I visited Providence for two days in early December, 2016, because Sue had a conference there. I had not been in the city since I visited Frank Stewart at Brown University sometime in 1986. Frank and Bruce Levin worked together on populatio models, and he joined a paper I did when I was Bruce's post-doc (link to article below).
Our hotel was downtown, just off the river, so the older parts of the city were near. The first morning, I walked the central area and crossed the river, finding older buildings. Many were late 19th century, but the arcade is even older. The 1855 Twenty building on Westminster is six stories. Along the Providence River there is a memorial to the Irish people forced over during the famine.
In the afternoon, after Sue was out, we walked across the river and through the Brown campus. This took us past several of the old houses in the city. In the evening, we went to a Providence Bruins hockey game, just a block or so from our hotel. They beat Binghamton 6-2.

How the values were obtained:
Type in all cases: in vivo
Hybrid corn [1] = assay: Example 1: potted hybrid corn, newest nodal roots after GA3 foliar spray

I took most of the day to explore while Sue was in the conference. I walked around past the capitol building, the modern Amtrak Station (Skidmore, Owings and Merrill), around the confluence of the two rivers just above downtown. Then I got a taxi up the hill past Brown and around to the eastern end of the main harbor. I walked along the harbor back toward town and eventually up through downtown and back to the hotel.
The walk along the harbor included a history tour. At the east end was where Roger Williams arrived after being tossed out of Massachusetts. The harbor itself was a busy port prior to the 20th century, but it now has only old wooden docks that are decaying away.
On the west side, where the Providence River enters after passing through downtown, there is a substantial flood-control gates. During the 1938 hurricane, high waves plus tide backed up the river, which was high from rain, and downtown was flooded. The purpose of the gates is to keep the ocean outso the river can flow.
Walking back across downtown, I found other buildings on the south side I had not seen the day before. The 1985 Tilden-Thurber Building was designed by Shepley, Rutan, and Coolidge, as conspicuously advertised by a plaque at its base. I know their names from the Art Institude in Chicago, but had forgotten they were based on Boston.